Almost exactly a decade ago two million people responded to the call by the Stop the War Coalition to march against the illegal invasion of Iraq.
A similar scale of mobilisation is required now to defeat the government's Bedroom Tax, which is set to affect hundreds of thousands of poor people next month.
The first co-ordinated response to this vicious act of ruling-class politics will take place in dozens of towns and cities throughout Britain today when local groups will draw attention to the injustice of the tax.
Just as the war in Iraq was justified on the basis of lies relating to non-existent weapons of mass destruction, so Work And Pensions Secretary Iain Duncan Smith's legislation is premised on a falsehood.
Duncan Smith would have us all believe that families with children are denied council accommodation because smaller families are selfishly occupying houses and flats too big for their needs.
Households with designated "surplus" bedrooms that are in receipt of housing benefit will find their income docked by £14 a week from April 1 for a single extra bedroom and £25 for two such rooms.
The falsehood propagated by Duncan Smith and his cheerleaders is that these people can transfer to council accommodation more in tune with their needs.
This fantasy declaration was compounded by David Cameron's equally misleading claim that families with disabled children are exempt from this draconian legislation.
Recent weeks have seen a plethora of personal cases revealed in the media and on the internet. With each revelation the full cruelty of the government's policy becomes clearer.
Couples who sleep in separate bedrooms because of disability or illness have been told to pay up or get out.
A disabled person who has had a chairlift installed in one bedroom has received the same message.
Parents with access to children living with their former partner have learned that keeping a room to enable their children to stay over will face the same financial demand.
Labour chief whip Lord Bassam, who has conducted a survey of the situation in south-east English councils, suggests that the government estimate of 660,000 households facing the your-money-or-your-home ultimatum may be a vast underestimate of the real total, which could be over 900,000.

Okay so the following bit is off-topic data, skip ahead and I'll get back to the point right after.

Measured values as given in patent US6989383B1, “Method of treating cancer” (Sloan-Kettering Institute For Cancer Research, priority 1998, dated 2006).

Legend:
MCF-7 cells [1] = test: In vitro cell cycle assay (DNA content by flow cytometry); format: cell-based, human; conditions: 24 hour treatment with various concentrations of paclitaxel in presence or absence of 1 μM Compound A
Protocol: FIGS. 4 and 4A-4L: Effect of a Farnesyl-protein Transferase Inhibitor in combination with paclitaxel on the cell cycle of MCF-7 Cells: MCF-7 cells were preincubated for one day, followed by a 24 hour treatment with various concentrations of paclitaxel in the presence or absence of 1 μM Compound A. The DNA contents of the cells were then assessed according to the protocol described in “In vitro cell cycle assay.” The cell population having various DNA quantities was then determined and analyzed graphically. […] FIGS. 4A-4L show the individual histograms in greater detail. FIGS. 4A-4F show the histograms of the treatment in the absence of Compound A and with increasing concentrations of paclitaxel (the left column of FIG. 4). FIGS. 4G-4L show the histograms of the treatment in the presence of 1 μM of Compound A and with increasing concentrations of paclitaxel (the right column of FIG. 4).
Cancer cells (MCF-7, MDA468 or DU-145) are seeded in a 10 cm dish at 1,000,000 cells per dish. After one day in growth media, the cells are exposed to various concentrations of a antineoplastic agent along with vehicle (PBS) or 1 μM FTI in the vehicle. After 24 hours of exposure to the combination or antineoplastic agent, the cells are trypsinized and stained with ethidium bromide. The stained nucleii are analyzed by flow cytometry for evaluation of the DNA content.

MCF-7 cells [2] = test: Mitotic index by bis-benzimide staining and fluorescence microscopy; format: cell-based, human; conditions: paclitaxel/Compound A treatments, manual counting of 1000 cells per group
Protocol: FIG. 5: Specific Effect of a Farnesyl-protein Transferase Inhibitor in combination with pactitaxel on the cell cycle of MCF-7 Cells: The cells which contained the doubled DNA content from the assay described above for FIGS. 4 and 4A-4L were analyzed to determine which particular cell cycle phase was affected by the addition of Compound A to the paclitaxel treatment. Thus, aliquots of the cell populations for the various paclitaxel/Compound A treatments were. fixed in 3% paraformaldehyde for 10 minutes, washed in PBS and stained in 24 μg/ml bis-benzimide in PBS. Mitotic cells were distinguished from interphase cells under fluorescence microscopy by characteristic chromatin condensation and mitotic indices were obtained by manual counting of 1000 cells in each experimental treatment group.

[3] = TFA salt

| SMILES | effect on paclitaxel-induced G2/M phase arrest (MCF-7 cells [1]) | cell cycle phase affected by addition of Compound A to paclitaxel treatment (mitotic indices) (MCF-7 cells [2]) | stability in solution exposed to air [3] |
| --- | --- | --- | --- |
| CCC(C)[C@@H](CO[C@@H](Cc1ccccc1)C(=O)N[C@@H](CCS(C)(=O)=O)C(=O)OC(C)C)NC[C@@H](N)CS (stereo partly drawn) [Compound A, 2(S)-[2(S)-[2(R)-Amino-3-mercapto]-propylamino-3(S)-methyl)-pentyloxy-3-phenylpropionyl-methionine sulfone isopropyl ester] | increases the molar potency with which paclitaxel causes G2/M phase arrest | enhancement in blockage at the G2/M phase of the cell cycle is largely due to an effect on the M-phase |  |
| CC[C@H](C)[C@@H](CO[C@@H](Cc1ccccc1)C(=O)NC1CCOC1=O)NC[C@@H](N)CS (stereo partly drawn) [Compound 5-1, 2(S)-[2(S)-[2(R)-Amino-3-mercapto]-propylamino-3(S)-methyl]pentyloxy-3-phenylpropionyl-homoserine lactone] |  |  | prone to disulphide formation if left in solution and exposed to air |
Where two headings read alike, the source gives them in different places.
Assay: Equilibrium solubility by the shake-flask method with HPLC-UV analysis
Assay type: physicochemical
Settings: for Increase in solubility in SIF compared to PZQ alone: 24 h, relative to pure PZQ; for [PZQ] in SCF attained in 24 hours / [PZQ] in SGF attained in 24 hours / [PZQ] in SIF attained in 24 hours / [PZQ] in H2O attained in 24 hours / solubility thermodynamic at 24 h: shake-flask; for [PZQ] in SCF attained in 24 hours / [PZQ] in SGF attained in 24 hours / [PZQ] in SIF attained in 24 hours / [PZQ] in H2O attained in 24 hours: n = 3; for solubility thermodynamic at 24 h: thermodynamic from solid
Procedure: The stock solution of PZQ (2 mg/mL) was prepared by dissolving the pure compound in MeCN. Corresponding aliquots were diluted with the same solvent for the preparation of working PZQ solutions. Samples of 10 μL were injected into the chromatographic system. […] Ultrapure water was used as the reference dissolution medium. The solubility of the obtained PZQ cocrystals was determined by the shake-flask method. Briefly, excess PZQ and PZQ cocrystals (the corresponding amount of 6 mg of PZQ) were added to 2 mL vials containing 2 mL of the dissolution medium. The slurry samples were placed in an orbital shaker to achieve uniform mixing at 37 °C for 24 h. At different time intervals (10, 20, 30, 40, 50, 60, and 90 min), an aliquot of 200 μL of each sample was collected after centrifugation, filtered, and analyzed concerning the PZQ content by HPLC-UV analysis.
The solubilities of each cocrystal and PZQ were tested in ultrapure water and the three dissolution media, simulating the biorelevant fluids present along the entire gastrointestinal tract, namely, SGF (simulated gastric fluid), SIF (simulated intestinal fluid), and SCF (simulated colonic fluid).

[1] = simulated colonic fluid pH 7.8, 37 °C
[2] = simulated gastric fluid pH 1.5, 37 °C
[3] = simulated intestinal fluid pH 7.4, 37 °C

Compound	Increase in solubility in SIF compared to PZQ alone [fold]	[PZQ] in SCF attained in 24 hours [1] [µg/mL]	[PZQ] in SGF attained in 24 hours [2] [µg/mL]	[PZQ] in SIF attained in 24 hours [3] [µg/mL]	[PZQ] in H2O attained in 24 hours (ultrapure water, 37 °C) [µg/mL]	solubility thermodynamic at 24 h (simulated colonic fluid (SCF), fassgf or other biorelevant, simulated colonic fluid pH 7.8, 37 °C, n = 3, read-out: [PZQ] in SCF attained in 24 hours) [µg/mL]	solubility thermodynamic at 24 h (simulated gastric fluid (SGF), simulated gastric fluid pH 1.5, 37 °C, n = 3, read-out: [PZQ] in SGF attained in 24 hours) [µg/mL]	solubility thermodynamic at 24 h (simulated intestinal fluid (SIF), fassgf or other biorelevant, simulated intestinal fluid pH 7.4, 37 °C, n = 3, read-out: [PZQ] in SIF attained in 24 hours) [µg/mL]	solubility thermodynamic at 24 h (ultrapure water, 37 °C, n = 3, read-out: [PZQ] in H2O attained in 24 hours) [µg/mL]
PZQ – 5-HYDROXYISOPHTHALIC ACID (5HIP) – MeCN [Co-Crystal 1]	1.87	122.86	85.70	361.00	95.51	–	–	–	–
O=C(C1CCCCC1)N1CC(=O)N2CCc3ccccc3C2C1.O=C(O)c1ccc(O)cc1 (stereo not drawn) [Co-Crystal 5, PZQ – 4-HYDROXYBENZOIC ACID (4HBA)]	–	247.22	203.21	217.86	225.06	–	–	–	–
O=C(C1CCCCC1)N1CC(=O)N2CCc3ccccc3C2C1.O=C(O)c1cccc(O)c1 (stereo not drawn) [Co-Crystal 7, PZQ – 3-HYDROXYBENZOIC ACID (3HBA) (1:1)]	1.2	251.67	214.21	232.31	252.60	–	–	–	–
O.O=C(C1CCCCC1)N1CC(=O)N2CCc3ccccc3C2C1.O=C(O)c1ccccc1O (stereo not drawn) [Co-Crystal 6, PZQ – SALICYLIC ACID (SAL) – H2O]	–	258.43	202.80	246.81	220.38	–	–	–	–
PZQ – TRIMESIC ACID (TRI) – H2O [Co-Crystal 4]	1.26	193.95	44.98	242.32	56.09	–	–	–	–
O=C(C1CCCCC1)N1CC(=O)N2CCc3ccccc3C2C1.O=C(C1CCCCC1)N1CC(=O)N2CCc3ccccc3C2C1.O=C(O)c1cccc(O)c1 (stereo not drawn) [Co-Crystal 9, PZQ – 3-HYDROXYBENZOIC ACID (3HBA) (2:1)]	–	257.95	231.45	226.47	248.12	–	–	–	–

His lordship, who started political life four decades ago as plain Steve Bassam, a housing campaigner and squatter of empty homes, may well be closer to the mark.
Most of the 900,000 families concerned, 30 per cent of whom are in low-paid jobs qualifying them for welfare benefits, will not choose to move from workplaces or from neighbourhoods in which they have settled and where their children attend school.
They will try to absorb the benefit cut by reducing expenditure on other necessities or will fall into rent arrears, opening the way to eviction.
Those who do decide to move out will find that there are few if any council properties to meet their assessed needs, forcing them into the arms of the more expensive private rented sector.
This will tend to push up the level of housing benefit claimed but, more importantly for the Tories, will create a bonanza for private landlords.
Duncan Smith's brainchild has all the hallmarks of a probable economic cock-up born out of splenetic political dogma, but, unless reversed, it also spells heartache and hardship for countless poor people.
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